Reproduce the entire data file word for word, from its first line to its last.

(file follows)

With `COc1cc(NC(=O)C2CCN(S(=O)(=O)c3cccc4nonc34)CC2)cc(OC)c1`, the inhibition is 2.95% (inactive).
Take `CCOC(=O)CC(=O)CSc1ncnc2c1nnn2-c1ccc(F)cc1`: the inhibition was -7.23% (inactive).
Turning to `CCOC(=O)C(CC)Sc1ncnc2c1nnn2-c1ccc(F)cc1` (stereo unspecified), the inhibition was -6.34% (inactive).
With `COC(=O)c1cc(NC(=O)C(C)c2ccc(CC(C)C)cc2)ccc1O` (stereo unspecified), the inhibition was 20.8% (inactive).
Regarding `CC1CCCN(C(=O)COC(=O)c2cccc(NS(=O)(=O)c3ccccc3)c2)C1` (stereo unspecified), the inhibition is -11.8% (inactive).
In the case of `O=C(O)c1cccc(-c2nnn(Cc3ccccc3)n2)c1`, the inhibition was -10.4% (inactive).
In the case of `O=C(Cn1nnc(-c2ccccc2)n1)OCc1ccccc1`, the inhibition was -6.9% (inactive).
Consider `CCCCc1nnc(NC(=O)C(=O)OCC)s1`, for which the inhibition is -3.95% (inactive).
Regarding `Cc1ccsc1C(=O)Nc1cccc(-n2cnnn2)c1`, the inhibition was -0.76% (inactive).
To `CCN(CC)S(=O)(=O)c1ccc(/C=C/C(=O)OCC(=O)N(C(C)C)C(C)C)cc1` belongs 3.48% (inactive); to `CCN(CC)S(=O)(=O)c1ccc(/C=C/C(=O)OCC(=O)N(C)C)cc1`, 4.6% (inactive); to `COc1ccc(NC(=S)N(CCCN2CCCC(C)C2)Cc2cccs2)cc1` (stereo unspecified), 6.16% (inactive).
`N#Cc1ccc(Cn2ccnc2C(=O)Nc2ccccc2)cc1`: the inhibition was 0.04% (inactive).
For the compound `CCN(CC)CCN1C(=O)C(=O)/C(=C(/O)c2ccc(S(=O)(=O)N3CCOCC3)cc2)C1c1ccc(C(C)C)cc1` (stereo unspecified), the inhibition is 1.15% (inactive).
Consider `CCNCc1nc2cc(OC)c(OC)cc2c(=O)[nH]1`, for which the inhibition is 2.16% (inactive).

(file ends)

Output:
With `COc1cc(NC(=O)C2CCN(S(=O)(=O)c3cccc4nonc34)CC2)cc(OC)c1`, the inhibition is 2.95% (inactive).
Take `CCOC(=O)CC(=O)CSc1ncnc2c1nnn2-c1ccc(F)cc1`: the inhibition was -7.23% (inactive).
Turning to `CCOC(=O)C(CC)Sc1ncnc2c1nnn2-c1ccc(F)cc1` (stereo unspecified), the inhibition was -6.34% (inactive).
With `COC(=O)c1cc(NC(=O)C(C)c2ccc(CC(C)C)cc2)ccc1O` (stereo unspecified), the inhibition was 20.8% (inactive).
Regarding `CC1CCCN(C(=O)COC(=O)c2cccc(NS(=O)(=O)c3ccccc3)c2)C1` (stereo unspecified), the inhibition is -11.8% (inactive).
In the case of `O=C(O)c1cccc(-c2nnn(Cc3ccccc3)n2)c1`, the inhibition was -10.4% (inactive).
In the case of `O=C(Cn1nnc(-c2ccccc2)n1)OCc1ccccc1`, the inhibition was -6.9% (inactive).
Consider `CCCCc1nnc(NC(=O)C(=O)OCC)s1`, for which the inhibition is -3.95% (inactive).
Regarding `Cc1ccsc1C(=O)Nc1cccc(-n2cnnn2)c1`, the inhibition was -0.76% (inactive).
To `CCN(CC)S(=O)(=O)c1ccc(/C=C/C(=O)OCC(=O)N(C(C)C)C(C)C)cc1` belongs 3.48% (inactive); to `CCN(CC)S(=O)(=O)c1ccc(/C=C/C(=O)OCC(=O)N(C)C)cc1`, 4.6% (inactive); to `COc1ccc(NC(=S)N(CCCN2CCCC(C)C2)Cc2cccs2)cc1` (stereo unspecified), 6.16% (inactive).
`N#Cc1ccc(Cn2ccnc2C(=O)Nc2ccccc2)cc1`: the inhibition was 0.04% (inactive).
For the compound `CCN(CC)CCN1C(=O)C(=O)/C(=C(/O)c2ccc(S(=O)(=O)N3CCOCC3)cc2)C1c1ccc(C(C)C)cc1` (stereo unspecified), the inhibition is 1.15% (inactive).
Consider `CCNCc1nc2cc(OC)c(OC)cc2c(=O)[nH]1`, for which the inhibition is 2.16% (inactive).